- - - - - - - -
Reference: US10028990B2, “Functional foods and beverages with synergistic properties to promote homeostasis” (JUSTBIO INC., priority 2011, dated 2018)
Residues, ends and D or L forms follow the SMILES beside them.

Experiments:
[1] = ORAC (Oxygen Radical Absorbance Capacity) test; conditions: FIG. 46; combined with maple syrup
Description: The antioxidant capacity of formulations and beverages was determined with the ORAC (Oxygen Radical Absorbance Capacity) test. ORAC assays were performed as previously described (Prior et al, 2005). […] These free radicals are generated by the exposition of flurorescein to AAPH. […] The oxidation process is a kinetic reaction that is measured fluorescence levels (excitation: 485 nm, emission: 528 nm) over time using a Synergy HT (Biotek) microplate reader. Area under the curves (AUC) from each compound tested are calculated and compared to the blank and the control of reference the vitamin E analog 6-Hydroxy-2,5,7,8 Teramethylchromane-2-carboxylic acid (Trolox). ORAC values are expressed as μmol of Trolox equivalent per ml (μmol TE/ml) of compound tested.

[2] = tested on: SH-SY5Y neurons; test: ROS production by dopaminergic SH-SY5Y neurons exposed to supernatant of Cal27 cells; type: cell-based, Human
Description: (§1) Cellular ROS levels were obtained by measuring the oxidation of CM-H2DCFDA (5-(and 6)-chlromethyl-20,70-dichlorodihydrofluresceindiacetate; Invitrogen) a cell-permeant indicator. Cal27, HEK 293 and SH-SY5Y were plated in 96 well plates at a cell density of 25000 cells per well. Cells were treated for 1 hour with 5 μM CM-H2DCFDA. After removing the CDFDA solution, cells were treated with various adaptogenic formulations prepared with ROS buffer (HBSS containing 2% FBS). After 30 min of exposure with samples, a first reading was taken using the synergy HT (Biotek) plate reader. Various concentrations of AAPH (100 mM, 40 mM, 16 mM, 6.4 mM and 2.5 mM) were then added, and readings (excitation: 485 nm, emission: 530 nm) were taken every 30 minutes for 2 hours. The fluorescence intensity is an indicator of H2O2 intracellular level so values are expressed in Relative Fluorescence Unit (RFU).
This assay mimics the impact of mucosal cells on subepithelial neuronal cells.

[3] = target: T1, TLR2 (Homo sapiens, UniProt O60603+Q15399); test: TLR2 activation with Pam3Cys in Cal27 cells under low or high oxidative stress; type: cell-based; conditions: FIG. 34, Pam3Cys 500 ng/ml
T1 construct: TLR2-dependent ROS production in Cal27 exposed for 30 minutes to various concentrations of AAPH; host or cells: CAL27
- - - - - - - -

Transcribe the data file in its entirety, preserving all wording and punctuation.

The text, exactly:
Reference: US10028990B2, “Functional foods and beverages with synergistic properties to promote homeostasis” (JUSTBIO INC., priority 2011, dated 2018)
Residues, ends and D or L forms follow the SMILES beside them.

Experiments:
[1] = ORAC (Oxygen Radical Absorbance Capacity) test; conditions: FIG. 46; combined with maple syrup
Description: The antioxidant capacity of formulations and beverages was determined with the ORAC (Oxygen Radical Absorbance Capacity) test. ORAC assays were performed as previously described (Prior et al, 2005). […] These free radicals are generated by the exposition of flurorescein to AAPH. […] The oxidation process is a kinetic reaction that is measured fluorescence levels (excitation: 485 nm, emission: 528 nm) over time using a Synergy HT (Biotek) microplate reader. Area under the curves (AUC) from each compound tested are calculated and compared to the blank and the control of reference the vitamin E analog 6-Hydroxy-2,5,7,8 Teramethylchromane-2-carboxylic acid (Trolox). ORAC values are expressed as μmol of Trolox equivalent per ml (μmol TE/ml) of compound tested.

[2] = tested on: SH-SY5Y neurons; test: ROS production by dopaminergic SH-SY5Y neurons exposed to supernatant of Cal27 cells; type: cell-based, Human
Description: (§1) Cellular ROS levels were obtained by measuring the oxidation of CM-H2DCFDA (5-(and 6)-chlromethyl-20,70-dichlorodihydrofluresceindiacetate; Invitrogen) a cell-permeant indicator. Cal27, HEK 293 and SH-SY5Y were plated in 96 well plates at a cell density of 25000 cells per well. Cells were treated for 1 hour with 5 μM CM-H2DCFDA. After removing the CDFDA solution, cells were treated with various adaptogenic formulations prepared with ROS buffer (HBSS containing 2% FBS). After 30 min of exposure with samples, a first reading was taken using the synergy HT (Biotek) plate reader. Various concentrations of AAPH (100 mM, 40 mM, 16 mM, 6.4 mM and 2.5 mM) were then added, and readings (excitation: 485 nm, emission: 530 nm) were taken every 30 minutes for 2 hours. The fluorescence intensity is an indicator of H2O2 intracellular level so values are expressed in Relative Fluorescence Unit (RFU).
This assay mimics the impact of mucosal cells on subepithelial neuronal cells.

[3] = target: T1, TLR2 (Homo sapiens, UniProt O60603+Q15399); test: TLR2 activation with Pam3Cys in Cal27 cells under low or high oxidative stress; type: cell-based; conditions: FIG. 34, Pam3Cys 500 ng/ml
T1 construct: TLR2-dependent ROS production in Cal27 exposed for 30 minutes to various concentrations of AAPH; host or cells: CAL27